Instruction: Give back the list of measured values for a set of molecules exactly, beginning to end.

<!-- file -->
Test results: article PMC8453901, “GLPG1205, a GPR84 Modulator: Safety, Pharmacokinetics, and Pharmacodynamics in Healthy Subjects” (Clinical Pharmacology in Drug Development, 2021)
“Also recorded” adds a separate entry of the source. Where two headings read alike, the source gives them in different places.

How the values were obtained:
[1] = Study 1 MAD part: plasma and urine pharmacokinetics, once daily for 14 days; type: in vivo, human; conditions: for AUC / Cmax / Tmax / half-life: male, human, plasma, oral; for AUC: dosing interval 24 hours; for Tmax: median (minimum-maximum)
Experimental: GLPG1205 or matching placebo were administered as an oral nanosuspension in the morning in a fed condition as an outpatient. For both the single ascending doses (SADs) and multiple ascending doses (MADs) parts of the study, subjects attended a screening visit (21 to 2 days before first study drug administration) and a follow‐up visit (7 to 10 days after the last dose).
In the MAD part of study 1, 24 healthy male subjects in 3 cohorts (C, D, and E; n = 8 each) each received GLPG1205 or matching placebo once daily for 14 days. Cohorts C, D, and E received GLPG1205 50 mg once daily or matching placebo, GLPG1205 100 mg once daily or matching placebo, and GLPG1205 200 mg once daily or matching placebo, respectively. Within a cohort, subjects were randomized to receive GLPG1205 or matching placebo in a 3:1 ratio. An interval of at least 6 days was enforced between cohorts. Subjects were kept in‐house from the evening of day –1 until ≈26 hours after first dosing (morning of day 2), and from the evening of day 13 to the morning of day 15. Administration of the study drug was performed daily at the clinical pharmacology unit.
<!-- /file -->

Test results: article PMC8453901, “GLPG1205, a GPR84 Modulator: Safety, Pharmacokinetics, and Pharmacodynamics in Healthy Subjects” (Clinical Pharmacology in Drug Development, 2021)
“Also recorded” adds a separate entry of the source. Where two headings read alike, the source gives them in different places.

How the values were obtained:
[1] = Study 1 MAD part: plasma and urine pharmacokinetics, once daily for 14 days; type: in vivo, human; conditions: for AUC / Cmax / Tmax / half-life: male, human, plasma, oral; for AUC: dosing interval 24 hours; for Tmax: median (minimum-maximum)
Experimental: GLPG1205 or matching placebo were administered as an oral nanosuspension in the morning in a fed condition as an outpatient. For both the single ascending doses (SADs) and multiple ascending doses (MADs) parts of the study, subjects attended a screening visit (21 to 2 days before first study drug administration) and a follow‐up visit (7 to 10 days after the last dose).
In the MAD part of study 1, 24 healthy male subjects in 3 cohorts (C, D, and E; n = 8 each) each received GLPG1205 or matching placebo once daily for 14 days. Cohorts C, D, and E received GLPG1205 50 mg once daily or matching placebo, GLPG1205 100 mg once daily or matching placebo, and GLPG1205 200 mg once daily or matching placebo, respectively. Within a cohort, subjects were randomized to receive GLPG1205 or matching placebo in a 3:1 ratio. An interval of at least 6 days was enforced between cohorts. Subjects were kept in‐house from the evening of day –1 until ≈26 hours after first dosing (morning of day 2), and from the evening of day 13 to the morning of day 15. Administration of the study drug was performed daily at the clinical pharmacology unit.